What do you do when you want to attract new candidates to a job?  You pay more right? Having to cancel flying due to not having enough pilots, that’s exactly what some airlines have been trying to do by raising starting pay and offering bonuses in order to at.  This has created a few problems, though.

The first is that pilots are typically unionized groups.  This means that pay and other portions of compensation have to be negotiated.  At first glance, that wouldn’t seem like a problem. What union would turn down a raise?  Many probably wouldn’t except that this isn’t a raise for all the pilots, it’s a raise to attract new hires and does nothing for more senior pilots, who are already there.  Because of this, some of the affected unions, particularly at regional airline Republic Airways, are pushing back through the legal system to say that any pay changes must be negotiated.  This means no raises until that is settled and therefore more canceled flights.  It also highlights another problem with the whole mess.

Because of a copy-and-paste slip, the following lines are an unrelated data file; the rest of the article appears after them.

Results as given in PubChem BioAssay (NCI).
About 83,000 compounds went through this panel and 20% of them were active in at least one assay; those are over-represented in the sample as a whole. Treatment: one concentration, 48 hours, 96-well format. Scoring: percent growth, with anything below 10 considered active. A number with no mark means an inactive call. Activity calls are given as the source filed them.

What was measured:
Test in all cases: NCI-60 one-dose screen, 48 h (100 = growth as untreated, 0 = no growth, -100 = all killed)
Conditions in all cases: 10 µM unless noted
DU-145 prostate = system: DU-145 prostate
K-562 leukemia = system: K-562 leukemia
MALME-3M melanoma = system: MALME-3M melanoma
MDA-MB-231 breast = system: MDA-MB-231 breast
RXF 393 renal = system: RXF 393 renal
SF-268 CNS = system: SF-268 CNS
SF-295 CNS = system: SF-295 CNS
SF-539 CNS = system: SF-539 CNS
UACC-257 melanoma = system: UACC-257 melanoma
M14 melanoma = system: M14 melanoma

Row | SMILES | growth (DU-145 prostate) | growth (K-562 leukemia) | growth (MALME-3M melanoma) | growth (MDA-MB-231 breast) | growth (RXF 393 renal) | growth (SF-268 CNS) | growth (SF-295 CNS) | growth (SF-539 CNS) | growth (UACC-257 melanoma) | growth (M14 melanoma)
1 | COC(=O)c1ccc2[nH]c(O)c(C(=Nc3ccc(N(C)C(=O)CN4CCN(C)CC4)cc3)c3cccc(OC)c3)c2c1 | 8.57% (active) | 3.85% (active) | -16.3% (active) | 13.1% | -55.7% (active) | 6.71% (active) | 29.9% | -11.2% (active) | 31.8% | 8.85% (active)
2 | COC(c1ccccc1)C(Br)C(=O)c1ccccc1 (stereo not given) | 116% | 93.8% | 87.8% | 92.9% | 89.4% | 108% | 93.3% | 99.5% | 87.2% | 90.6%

Regional airlines have built their models off of longer contracts and lower costs.  Unless they can negotiate higher pay from their major airline customers, many of these carriers are on tenuous ground.  If their pilot pay goes up, which it almost has to in order to attract and retain pilots, then their costs will go up.  Costs go up, need more revenue to make a profit.  No profit=no bankruptcy.  This whole mess is highlighting what has been a broken model for a number of years by offering substandard costs on the backs of pilots and other employees willing to take lower pay for the hopes for that major airline job down the road.  Now the pilots can get those jobs much more easily and are taking them as they can.  Prospective pilots are looking around and saying that they aren’t willing to make the $20k annual salary that many of us made our first year (if that) and are going off to become accountants or something other than a pilot.

These companies are in a tough spot and we may be seeing the remaking of an industry.  It also means that pilot pay must come up to attract candidates and meet the demand.  In this article, Motley Fool does a nice job of looking at this through the eyes of an investor, showing that this is not just a pilot or airline problem.  Of course, bankruptcy would not be painless for the existing pilots.  Keep your eyes out.  It’s a great time to become a pilot, even with industry changes on the horizon.

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